Florida Agricultural Commissioner Nikki Fried on Thursday announced a new series of state energy goal proposals for the coming decades, including aspirations to achieve 100 percent electricity renewable by 2050. The goals seek to increase the amounts of renewable energy used by the state to at least 40 percent by 2030, 63 percent by 2035, 82 percent by 2040, and ultimately 100 percent by 2050.
Future requirements will be put in place that mandate each electric utility in the state to annually report the amount of renewable energy they produce or purchase. The Florida Department of Agriculture and Consumer Services (FDACS) will review these reports annually and provide the state Public Service Commission with guidelines to maintain a track of energy renewability.
“We can’t afford to deny the reality or the urgency of what’s happening to our state. We need to be doing so much more when it comes to finding solutions and protecting our environment,” Fried said. “We know we still have a long way to go and we’re going to need everyone to do their part, but issuing these goals is an important step forward.”
The proposed rule is yielded from a lengthy court battle involving individuals who claim Florida is violating their constitutional rights by continuing to promote the use of fossil fuels and other non-renewable energy sources.
Though the rule is not final and could face future legal challenges, Fried said it is the first step in maintaining Florida’s fragile ecosystem amid warnings of rising temperatures and altering ecosystems.
“This is one of the most urgent issues of our time,” Fried said at her Miami press conference. “We can’t afford to deny this reality and the urgency of what is happening to our state.”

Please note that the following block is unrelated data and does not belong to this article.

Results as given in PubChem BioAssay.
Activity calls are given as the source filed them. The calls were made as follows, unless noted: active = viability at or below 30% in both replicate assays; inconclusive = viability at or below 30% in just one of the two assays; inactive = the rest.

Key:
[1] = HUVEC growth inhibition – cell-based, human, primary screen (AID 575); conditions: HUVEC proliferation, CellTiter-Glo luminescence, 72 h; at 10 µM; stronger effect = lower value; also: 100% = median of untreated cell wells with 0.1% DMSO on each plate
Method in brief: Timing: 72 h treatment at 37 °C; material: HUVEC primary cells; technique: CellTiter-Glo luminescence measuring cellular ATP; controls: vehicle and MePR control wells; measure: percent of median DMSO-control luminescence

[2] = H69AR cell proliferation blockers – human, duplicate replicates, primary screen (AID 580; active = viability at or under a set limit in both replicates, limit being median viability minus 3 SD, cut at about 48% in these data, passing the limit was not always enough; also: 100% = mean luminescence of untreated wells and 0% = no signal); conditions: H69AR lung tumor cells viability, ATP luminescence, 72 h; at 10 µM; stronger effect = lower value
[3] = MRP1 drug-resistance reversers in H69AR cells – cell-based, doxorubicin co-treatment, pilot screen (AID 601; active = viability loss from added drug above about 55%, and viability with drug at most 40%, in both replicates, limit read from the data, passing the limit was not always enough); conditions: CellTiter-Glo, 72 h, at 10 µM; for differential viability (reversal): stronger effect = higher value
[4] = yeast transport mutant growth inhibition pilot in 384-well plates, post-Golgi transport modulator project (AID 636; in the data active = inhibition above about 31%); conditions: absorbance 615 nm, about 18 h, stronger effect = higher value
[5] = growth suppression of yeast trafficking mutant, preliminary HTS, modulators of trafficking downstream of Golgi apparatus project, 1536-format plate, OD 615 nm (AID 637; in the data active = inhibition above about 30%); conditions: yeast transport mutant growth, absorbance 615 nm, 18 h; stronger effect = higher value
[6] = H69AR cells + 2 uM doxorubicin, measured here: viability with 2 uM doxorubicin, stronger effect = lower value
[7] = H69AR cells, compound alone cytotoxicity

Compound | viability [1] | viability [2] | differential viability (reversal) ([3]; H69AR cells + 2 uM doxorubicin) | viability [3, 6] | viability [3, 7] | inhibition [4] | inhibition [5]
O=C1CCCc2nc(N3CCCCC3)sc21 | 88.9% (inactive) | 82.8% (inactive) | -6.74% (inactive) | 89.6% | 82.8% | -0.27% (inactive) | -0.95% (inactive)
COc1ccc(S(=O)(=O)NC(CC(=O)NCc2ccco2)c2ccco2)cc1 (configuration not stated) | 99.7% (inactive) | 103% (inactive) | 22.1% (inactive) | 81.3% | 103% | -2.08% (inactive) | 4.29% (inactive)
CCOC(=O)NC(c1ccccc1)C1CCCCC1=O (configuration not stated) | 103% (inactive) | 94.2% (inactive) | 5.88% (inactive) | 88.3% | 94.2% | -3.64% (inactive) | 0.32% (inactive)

According to the federal Energy Information Administration, roughly 5 percent of Florida’s electricity in 2020 was produced by renewable sources like wind and solar, compared with 75 percent by natural gas, primarily methane.
Coincidentally, Florida Power Light Company (FPL) today gave investors a progress report on its deployment of utility-scale solar power generation that was approved by state regulators under Gov. Ron DeSantis. The company reported that it now owns and operates more than 3,600 megawatts of solar in Florida, noting that represents the largest solar portfolio of any utility in the country.
“During the quarter, FPL successfully placed in service approximately 450 megawatts of additional cost-effective solar projects that are recovered through base rates as part of its new four-year settlement agreement, which as a reminder became effective on January 1st of this year,” said Kirk Crews, Executive Vice President, Finance and Chief Financial Officer of NextEra Energy. “As a result, FPL has now completed, on time and within budget, all of its planned solar builds with 2022 in-service dates.”
The Capitolist has reached out to the Office of Ron Desantis regarding Fried’s proposals and awaits a response.